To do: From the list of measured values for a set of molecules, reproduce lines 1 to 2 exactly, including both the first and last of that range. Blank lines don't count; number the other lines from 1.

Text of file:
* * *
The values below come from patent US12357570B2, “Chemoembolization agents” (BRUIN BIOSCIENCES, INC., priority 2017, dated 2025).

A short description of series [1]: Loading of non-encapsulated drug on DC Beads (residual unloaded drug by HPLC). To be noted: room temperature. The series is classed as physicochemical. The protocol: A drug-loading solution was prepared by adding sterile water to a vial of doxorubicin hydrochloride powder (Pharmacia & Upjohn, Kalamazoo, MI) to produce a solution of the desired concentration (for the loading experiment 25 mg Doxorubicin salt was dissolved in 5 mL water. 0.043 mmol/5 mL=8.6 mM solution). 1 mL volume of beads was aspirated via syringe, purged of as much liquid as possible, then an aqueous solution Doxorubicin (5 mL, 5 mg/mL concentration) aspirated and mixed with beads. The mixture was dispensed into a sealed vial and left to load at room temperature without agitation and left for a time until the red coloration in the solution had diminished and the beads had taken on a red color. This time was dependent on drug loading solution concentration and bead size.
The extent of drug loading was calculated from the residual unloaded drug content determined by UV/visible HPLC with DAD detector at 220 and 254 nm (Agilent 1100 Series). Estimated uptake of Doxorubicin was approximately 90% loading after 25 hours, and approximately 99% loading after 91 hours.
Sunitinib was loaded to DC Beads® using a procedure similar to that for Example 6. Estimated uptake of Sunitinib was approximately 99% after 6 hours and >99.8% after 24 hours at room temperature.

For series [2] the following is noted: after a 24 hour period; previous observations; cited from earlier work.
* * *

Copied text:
The values below come from patent US12357570B2, “Chemoembolization agents” (BRUIN BIOSCIENCES, INC., priority 2017, dated 2025).

A short description of series [1]: Loading of non-encapsulated drug on DC Beads (residual unloaded drug by HPLC). To be noted: room temperature. The series is classed as physicochemical. The protocol: A drug-loading solution was prepared by adding sterile water to a vial of doxorubicin hydrochloride powder (Pharmacia & Upjohn, Kalamazoo, MI) to produce a solution of the desired concentration (for the loading experiment 25 mg Doxorubicin salt was dissolved in 5 mL water. 0.043 mmol/5 mL=8.6 mM solution). 1 mL volume of beads was aspirated via syringe, purged of as much liquid as possible, then an aqueous solution Doxorubicin (5 mL, 5 mg/mL concentration) aspirated and mixed with beads. The mixture was dispensed into a sealed vial and left to load at room temperature without agitation and left for a time until the red coloration in the solution had diminished and the beads had taken on a red color. This time was dependent on drug loading solution concentration and bead size.